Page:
Getting all my ducks in a row
Western Viti Levu, Fiji
Aug 29, 2015
(Posted from Majuro March 2017)
Waiting in my tiny freezer on my boat are two ducks. Fijian ducks.
“You must go and see my father-in-law,” said Kerry, one of my dearest art students in New Zealand, “He was leader of the opposition in Fiji when the first coup happened.”
In December 2014 we sailed from Wellington to Auckland and duly met Jai Ram Reddy, a lovely 79 year old man, for afternoon tea in his Aukcland suburban home. He furnished us with his family contacts in Fiji along with a very interesting perspective on Fijian politics. Hi view that t3h current Fijian government is effectively a benevolent dictatorship under the thin guise of democracy.
Two months after arriving in Fiji we rounded the western end of Viti Levu, 25 knots of wind in our sails and two metre following swells, and I fired off an email to Jai’s brother Raghu, this pretty much complete stranger. It bounced. So I called. I hate calling complete strangers. Especially in another country. A well-spoken Indian man replied, and almost immediately asked if we were free on Sunday and told us he and his wife would show us around the western end of Viti Levu. I think they were expecting us.
What transpired was a fabulous day out, and an introduction to Fiji from an Indian perspective. Including a visit to the family’s duck farm.
The farm, set on a hill, contained multiple large enclosures filled with hundreds of ducks spread out over the property. Most of them Peking ducks, and some Muscovy. Now I’d always thought Peking duck was a Chinese style of cooking. But no, its a breed. I learnt that the Muscovy is a tougher bird (and possibly more flavoursome) more suited to longer slower cooking and Indians prefer it for their curries.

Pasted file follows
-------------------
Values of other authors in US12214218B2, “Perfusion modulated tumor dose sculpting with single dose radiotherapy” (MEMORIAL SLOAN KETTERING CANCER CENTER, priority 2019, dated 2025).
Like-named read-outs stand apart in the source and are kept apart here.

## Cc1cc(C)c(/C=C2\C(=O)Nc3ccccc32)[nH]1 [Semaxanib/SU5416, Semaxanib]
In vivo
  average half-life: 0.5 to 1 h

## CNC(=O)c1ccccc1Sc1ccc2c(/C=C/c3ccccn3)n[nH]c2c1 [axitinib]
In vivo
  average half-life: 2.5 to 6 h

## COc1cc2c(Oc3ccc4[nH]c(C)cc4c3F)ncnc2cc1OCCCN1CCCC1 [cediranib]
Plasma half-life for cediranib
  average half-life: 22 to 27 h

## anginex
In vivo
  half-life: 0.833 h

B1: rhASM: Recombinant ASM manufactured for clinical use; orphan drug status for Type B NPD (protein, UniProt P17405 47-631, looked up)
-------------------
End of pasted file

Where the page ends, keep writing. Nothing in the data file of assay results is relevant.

“Can we come and go sailing and have cocktails on your boat?” asked Tiane, Tongan/Fijian/Indian co-owner of le canards.
“But of course,” we cried. We love taking people out.
Now in my very limited understanding everyone curries their ducks in Fiji, so I immediately started thinking about how I could serve different duck, duck as cocktail food.
I hadn’t really cooked duck since my cooking school days in the 70’s. Nouvelle cuisine days, when duck A L’Orange was de rigueur.
For all I knew these guys could be duck connoisseurs.
Duck three ways. Drinks food.
I wanted to use different ethnicities but try and retain the ducky flavour.
- Duck sushi. I hadn’t seen sushi in Fiji at all. Not even in Suva so I’m guessed this would be unusual. I experimented with a wasabi lime gel.
- Duck rice paper rolls. With basil and pawpaw, both grown locally. Accompanied by a light Asian dipping sauce using the crisp hot sweet local red chilies.
- Duck in miti sauce. This is a local i-Tauke (indigenous Fijian) sauce made with freshly grated and squeezed coconut cream, tomato, chili, onion salt, lime, served in a Chinese spoon.
The cocktail session with the duck owners never transpired, things don’t always go as planned at sea. But I did try out the appetisers on some unsuspecting fellow cruisers. The sushi didn’t taste ducky, but the novelty value of the seaweed wrapped morsels was enough. Same with the rice paper rolls. However the duck miti was a hit. The second time I served it that was. The first day it was okay but 24 hours in the coconut cream and the flavours blossomed. I think I need to do more work on duck.